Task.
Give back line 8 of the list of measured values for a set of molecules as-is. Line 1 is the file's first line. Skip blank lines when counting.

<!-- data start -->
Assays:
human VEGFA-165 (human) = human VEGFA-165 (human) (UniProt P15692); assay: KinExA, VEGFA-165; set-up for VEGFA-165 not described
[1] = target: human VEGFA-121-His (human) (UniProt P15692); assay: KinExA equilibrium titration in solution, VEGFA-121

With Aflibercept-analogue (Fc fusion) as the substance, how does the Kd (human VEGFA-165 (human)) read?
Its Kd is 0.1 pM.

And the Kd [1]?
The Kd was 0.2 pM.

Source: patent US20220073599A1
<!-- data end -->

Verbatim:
Source: patent US20220073599A1